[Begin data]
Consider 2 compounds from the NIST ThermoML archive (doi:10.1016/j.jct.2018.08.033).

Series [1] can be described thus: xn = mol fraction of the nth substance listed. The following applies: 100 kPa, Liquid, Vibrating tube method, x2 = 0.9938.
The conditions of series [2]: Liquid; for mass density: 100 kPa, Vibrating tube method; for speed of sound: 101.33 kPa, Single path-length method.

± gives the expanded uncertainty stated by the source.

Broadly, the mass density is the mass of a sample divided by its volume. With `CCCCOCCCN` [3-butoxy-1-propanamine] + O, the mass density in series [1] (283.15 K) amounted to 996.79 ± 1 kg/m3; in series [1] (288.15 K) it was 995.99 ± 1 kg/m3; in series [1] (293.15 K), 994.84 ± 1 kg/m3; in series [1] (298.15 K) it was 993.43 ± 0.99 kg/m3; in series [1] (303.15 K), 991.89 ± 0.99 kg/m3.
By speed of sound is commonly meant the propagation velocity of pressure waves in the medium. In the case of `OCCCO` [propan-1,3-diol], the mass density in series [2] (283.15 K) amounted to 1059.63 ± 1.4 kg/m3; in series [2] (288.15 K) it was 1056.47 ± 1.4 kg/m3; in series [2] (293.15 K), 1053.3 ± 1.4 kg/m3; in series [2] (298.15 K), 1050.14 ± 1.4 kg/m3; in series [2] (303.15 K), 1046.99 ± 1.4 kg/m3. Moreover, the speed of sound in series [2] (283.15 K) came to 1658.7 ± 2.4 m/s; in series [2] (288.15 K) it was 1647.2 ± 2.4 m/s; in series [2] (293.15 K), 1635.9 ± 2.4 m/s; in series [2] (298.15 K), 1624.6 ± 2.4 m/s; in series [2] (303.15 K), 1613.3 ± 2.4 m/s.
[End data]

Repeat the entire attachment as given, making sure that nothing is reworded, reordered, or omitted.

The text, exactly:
Consider 2 compounds from the NIST ThermoML archive (doi:10.1016/j.jct.2018.08.033).

Series [1] can be described thus: xn = mol fraction of the nth substance listed. The following applies: 100 kPa, Liquid, Vibrating tube method, x2 = 0.9938.
The conditions of series [2]: Liquid; for mass density: 100 kPa, Vibrating tube method; for speed of sound: 101.33 kPa, Single path-length method.

± gives the expanded uncertainty stated by the source.

Broadly, the mass density is the mass of a sample divided by its volume. With `CCCCOCCCN` [3-butoxy-1-propanamine] + O, the mass density in series [1] (283.15 K) amounted to 996.79 ± 1 kg/m3; in series [1] (288.15 K) it was 995.99 ± 1 kg/m3; in series [1] (293.15 K), 994.84 ± 1 kg/m3; in series [1] (298.15 K) it was 993.43 ± 0.99 kg/m3; in series [1] (303.15 K), 991.89 ± 0.99 kg/m3.
By speed of sound is commonly meant the propagation velocity of pressure waves in the medium. In the case of `OCCCO` [propan-1,3-diol], the mass density in series [2] (283.15 K) amounted to 1059.63 ± 1.4 kg/m3; in series [2] (288.15 K) it was 1056.47 ± 1.4 kg/m3; in series [2] (293.15 K), 1053.3 ± 1.4 kg/m3; in series [2] (298.15 K), 1050.14 ± 1.4 kg/m3; in series [2] (303.15 K), 1046.99 ± 1.4 kg/m3. Moreover, the speed of sound in series [2] (283.15 K) came to 1658.7 ± 2.4 m/s; in series [2] (288.15 K) it was 1647.2 ± 2.4 m/s; in series [2] (293.15 K), 1635.9 ± 2.4 m/s; in series [2] (298.15 K), 1624.6 ± 2.4 m/s; in series [2] (303.15 K), 1613.3 ± 2.4 m/s.